Dominion Energy Virginia has quadrupled the amount of solar and wind generation in its 15-year, long-term integrated resource plan (IRP). The increase is driven, in part, by Governor Ralph Northam’s executive order on climate change and the Virginia Clean Economy Act passed by the General Assembly.
Dominion Energy Virginia issued a request for proposals on May 1 soliciting bids for up to 1,000 MW of solar and onshore wind generation and up to 250 MW of energy storage in the Commonwealth. This is the largest solicitation in the Company’s history for renewable energy in a calendar year and will promote its efforts toward a clean energy future.
Projected expansion of offshore wind, solar, and energy storage development amounts to approximately 24 new gigawatts of renewable energy and storage capacity over the next 15 years.
The long-term IRP includes:
- More than 5,000 MW of offshore wind is planned by 2035, including the 2,600-MW Coastal Virginia Offshore Wind project already announced by Dominion Energy. This offshore wind deployment — the largest in North America — has a targeted in-service date of late 2026.
- Dominion Energy’s solar fleet is projected to grow significantly as the Dominion Energy Virginia long-term IRP calls for the development and procurement of approximately 16 GW in the state over the next 15 years.
- Energy storage capacity is projected to expand to approximately 2,700 MW, meeting the most ambitious targets in the country set in the VCEA. This includes battery storage pilots already approved and scheduled to be online in Virginia next year.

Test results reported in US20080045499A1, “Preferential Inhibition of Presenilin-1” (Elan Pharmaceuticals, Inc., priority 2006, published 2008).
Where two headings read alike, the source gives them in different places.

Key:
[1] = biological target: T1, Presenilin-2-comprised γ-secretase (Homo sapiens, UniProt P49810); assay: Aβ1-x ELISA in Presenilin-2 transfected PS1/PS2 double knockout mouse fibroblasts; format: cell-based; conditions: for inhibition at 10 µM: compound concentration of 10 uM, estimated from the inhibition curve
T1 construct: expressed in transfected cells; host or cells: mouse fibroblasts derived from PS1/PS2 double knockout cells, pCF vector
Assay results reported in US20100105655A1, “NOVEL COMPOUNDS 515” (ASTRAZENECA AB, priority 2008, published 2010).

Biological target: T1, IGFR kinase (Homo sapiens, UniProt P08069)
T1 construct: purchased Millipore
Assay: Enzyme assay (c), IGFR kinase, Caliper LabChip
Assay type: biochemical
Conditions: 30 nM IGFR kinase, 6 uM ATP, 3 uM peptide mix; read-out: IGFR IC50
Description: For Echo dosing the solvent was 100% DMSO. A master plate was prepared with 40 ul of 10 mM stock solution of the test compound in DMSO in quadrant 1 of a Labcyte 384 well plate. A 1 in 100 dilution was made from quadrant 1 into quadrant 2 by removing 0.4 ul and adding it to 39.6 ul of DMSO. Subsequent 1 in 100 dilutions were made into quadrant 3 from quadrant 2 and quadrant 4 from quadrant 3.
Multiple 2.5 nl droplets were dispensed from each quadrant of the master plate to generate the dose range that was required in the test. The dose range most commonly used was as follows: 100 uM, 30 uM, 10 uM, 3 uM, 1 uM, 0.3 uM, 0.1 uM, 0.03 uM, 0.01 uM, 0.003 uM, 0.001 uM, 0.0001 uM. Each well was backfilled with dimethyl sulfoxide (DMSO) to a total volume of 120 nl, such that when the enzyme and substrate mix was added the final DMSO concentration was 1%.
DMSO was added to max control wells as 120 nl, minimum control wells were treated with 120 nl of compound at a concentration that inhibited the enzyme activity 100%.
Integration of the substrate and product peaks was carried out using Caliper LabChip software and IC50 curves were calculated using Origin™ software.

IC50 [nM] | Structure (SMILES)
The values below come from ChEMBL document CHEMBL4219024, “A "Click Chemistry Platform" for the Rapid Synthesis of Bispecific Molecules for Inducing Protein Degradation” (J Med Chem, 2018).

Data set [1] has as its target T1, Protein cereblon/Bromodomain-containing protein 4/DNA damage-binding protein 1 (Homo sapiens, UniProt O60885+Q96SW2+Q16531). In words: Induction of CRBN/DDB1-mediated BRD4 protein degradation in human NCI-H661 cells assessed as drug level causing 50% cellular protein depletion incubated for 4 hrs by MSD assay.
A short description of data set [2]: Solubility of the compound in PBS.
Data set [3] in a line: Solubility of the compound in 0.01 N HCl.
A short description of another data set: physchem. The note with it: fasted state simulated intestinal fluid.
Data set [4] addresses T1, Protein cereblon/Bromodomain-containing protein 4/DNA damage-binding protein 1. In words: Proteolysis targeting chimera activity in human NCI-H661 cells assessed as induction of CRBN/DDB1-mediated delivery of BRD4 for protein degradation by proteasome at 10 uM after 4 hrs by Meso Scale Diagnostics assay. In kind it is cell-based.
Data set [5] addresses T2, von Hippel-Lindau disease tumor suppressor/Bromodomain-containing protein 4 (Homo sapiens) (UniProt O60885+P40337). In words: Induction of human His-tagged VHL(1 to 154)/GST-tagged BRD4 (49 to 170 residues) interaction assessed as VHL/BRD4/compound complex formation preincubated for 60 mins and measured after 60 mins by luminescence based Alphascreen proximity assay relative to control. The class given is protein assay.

“We’re focused on the health and safety of our employees and customers during this coronavirus pandemic and see these projects as a catalyst to restarting the economy when appropriate,” said Robert M. Blue, president of Dominion Energy Virginia. “We are putting Virginians to work on renewable energy projects that will create thousands of jobs, transforming the environment and the economy of the Commonwealth.”
All IRP plans assume the relicensure of the company’s four nuclear units to continue producing 24/7 zero-carbon emissions electricity. Additionally, based on limitations, such as existing battery storage technology and the variable nature of renewables, natural-gas fired generation will continue to play a critical, low-emission role in the system for decades to come. Also included in this year’s filing is a significant increase in energy efficiency programs to meet the 5% energy sales reduction target by 2025 set by the VCEA.
The company is making essential upgrades to the transmission infrastructure in Virginia and is embarking on strategic investments on the distribution system through its Grid Transformation Plan. These investments will ensure continued grid stability, needed capacity, and improved resiliency, and will enable additional renewable resources to come online.
Dominion Energy Virginia’s residential rates are 11.62 cents per kilowatt-hour — nearly 10% below the national average of 12.85, according to the U.S. Energy Information Administration. The rate is also the lowest of all states participating in the Regional Greenhouse Gas Initiative, which Virginia will join under the Virginia Clean Economy Act and companion legislation. The company is projecting that residential rates will keep pace with historic levels of annual inflation, with a compound annual growth rate of around 3% over the next 10 years.
Dominion Energy recently announced a new companywide goal of achieving net zero emissions, covering both carbon dioxide and methane in its power generation and natural gas operations across 20 states by 2050. This IRP and RFP align with Dominion Energy’s net zero by 2050 commitment.
Bidders seeking more information on the competitive bidding process and the RFP submittal documents should visit: www.dominionenergy.com/2020SolarWindRFP. Customers and developers interested in learning more about Dominion Energy’s renewable energy expansion plans may email: 2020SolarWindRFP@dominionenergy.com.
News item from Dominion Energy